Can you spot the error in the first video? 😳

Keep reading to avoid lower back pain with bent over rows! 👏🏽 In people 25-55 years old, 95% of disc injuries occur at L4/5 or L5/S1. The lower lumbar vertebrae are clearly susceptible to injury but what can we do to prevent this from happening? 🤔

The answer lies within the context of my entire Instagram channel. There is no straight-forward answer to preventing low back pain; however, educating yourself with the information I’m providing you will help you build a strong and resilient lower back!

In the first video, I have too much posterior pelvic tilt placing my lower lumbar vertebra are in flexion. In other words, my lower back is rounding out. Add a 135 lb load to the equation and I can potentially injure a disc. I put my lower back at risk in the name of education. – This brings up a good point. I felt comfortable temporarily putting this amount of load on my spine and I knew I would be fine. If I used 180 lbs, I would probably would have injured myself- the load matters! ⚠️
In the second video, I am maintaining my normal resting anterior pelvic tilt through the exercise. The lumbar vertebrae are in a position of extension with an anterior pelvic tilt. – This position is safer than rounding out the lower back. ✅

Knowing and doing are two separate things. Practice in a mirror for visual feedback or record yourself on your phone. Try not to use any weight or just use the weight of the bar to start. Then progressively add the weight you would normally lift. 💪🏽
Let me know if you have questions and be safe. 🙏🏽
DM if you need help with back pain. 👨🏻‍⚕️

Jordon, J., Konstantinou, K., & O’Dowd, J. (2009). Herniated lumbar disc. BMJ Clinical Evidence, 2009, 1118.

Using a soft #accumobility ball, place the ball on your shoulder blade (near your infraspinatus and teres muscles). Slowly elevate your arm at a 45 degree angle to shoulder height. Perform 10-12 times as part of your dynamic warmup and movement preparation routine.
Don’t have an accumobility ball? Use a tennis ball! ⠀⠀⠀⠀⠀⠀⠀⠀⠀
What are your favorite places to self mobilize? Take a video, tag us, and we’ll share it with our network!


Have you been in a car accident?

If so, have you heard of WAD?

Whiplash Associated Disorders (WAD) involve a cluster of symptoms that one typically experiences after a car accident or whiplash injury. These symptoms may include neck pain, headaches, shoulder pain, cognitive disturbances, and psychological issues. In addition, one can experience numbness/tingling in the arms and symptoms of a concussion.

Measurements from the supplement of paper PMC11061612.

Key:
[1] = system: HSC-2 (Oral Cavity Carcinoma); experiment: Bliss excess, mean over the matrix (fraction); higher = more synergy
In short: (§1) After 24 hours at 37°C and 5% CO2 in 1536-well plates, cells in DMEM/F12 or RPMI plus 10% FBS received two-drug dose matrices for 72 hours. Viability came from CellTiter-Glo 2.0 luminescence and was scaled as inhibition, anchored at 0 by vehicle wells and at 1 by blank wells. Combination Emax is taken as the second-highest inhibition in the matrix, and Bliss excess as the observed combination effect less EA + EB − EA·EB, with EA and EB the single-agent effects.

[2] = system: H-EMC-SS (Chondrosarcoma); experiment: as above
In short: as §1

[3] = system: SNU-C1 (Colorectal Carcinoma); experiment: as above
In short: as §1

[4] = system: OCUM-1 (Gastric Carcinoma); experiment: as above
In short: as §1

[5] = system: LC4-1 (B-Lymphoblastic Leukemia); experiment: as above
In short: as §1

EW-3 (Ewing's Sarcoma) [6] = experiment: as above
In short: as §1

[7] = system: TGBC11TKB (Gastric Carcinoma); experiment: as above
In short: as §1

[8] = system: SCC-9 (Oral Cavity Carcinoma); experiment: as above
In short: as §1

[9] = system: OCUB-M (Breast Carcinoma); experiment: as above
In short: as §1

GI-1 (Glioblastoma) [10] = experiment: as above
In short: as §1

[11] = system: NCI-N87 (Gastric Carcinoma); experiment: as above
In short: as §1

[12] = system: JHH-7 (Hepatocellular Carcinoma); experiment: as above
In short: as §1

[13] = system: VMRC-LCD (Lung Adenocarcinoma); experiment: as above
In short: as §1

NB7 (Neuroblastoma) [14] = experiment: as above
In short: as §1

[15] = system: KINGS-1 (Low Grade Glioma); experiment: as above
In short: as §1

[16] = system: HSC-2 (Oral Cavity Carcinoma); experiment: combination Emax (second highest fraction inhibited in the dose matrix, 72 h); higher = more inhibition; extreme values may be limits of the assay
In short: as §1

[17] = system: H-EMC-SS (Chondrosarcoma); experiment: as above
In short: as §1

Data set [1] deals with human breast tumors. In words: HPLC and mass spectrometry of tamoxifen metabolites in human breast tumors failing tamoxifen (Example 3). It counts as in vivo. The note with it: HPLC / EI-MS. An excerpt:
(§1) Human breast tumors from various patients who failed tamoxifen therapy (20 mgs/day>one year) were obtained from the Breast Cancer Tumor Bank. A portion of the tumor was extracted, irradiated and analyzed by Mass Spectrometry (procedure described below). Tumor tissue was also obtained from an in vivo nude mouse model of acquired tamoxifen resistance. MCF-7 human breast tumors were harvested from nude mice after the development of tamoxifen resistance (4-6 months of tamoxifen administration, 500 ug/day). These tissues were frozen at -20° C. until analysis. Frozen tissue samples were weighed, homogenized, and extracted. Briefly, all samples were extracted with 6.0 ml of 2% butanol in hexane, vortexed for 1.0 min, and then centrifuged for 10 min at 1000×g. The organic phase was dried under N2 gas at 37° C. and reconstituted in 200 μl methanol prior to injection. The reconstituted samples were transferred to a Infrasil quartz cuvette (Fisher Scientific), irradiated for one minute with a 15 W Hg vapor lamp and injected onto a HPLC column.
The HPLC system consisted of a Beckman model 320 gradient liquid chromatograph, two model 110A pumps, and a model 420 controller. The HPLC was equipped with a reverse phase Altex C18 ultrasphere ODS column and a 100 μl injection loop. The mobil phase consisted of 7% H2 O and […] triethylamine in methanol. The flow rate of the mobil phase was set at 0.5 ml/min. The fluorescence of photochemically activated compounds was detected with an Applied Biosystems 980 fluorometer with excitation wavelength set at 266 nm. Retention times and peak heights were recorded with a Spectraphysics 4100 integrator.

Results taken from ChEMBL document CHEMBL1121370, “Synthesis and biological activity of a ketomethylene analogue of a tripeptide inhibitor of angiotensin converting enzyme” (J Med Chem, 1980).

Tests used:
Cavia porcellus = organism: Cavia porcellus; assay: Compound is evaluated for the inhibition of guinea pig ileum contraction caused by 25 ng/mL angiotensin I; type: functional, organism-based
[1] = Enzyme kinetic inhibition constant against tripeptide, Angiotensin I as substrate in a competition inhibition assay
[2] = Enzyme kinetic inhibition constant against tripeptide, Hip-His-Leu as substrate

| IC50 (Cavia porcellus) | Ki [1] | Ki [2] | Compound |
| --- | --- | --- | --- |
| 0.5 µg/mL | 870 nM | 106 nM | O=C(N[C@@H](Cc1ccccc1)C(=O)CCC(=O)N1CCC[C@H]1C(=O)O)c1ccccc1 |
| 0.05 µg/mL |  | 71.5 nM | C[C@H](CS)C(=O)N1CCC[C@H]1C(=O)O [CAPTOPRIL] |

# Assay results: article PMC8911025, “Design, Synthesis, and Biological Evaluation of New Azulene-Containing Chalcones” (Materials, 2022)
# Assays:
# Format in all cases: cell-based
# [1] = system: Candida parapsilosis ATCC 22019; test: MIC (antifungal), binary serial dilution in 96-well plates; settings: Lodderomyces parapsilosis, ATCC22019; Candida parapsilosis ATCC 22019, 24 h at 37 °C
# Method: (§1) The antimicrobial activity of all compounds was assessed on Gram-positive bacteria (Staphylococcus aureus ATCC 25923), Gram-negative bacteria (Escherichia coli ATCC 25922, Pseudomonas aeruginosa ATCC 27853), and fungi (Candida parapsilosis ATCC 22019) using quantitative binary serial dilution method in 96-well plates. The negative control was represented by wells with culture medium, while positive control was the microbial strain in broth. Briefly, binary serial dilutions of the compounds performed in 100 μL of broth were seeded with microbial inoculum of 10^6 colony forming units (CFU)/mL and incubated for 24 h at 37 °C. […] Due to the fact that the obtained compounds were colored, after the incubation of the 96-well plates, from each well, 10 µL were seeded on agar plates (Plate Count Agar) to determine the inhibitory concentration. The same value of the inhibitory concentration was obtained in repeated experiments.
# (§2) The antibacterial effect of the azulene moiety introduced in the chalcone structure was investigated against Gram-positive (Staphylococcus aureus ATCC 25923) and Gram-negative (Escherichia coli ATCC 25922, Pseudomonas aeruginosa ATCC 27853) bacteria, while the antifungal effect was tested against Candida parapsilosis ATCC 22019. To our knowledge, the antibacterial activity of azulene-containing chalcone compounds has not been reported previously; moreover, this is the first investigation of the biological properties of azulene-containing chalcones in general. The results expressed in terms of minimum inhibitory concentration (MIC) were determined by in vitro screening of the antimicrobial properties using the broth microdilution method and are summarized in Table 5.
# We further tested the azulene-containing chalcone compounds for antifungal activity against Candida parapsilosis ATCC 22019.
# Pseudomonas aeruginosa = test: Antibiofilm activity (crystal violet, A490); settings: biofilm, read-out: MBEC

Whiplash injuries can lead to pain, disability, missed time from work, financial burden, anxiety, stress, and frustration. It can be overwhelming and confusing to find helpful treatment.  It’s important to take action now because a study showed that up to 55% of people experience residual negative effects 17 years later after their initial whiplash injury.

Another study by Rosenfeld et al. provides guidance to identity what works and what does not work for whiplash injuries. The study shows that an active approach to recovery improves the long-term outcome after whiplash injuries in comparison to the traditional, standard approach.

The traditional, standard approach involved rest, wearing a soft collar, and performing exercises a “few weeks” after the injury. These exercises consisted of general range of motion exercises for the neck and shoulder.

The active approach was initiated early after the injury and involved a detailed assessment using the McKenzie Method to identify specific repeated movements, postures, and activities that would benefit the participant. The active approach included a home exercise program that emphasized self-care strategies and eliminating any fear of movement.

At a three year follow-up visit, the active approach led to greater improvements in pain intensity, neck range of motion, and reduced sick leave at work than the traditional approach.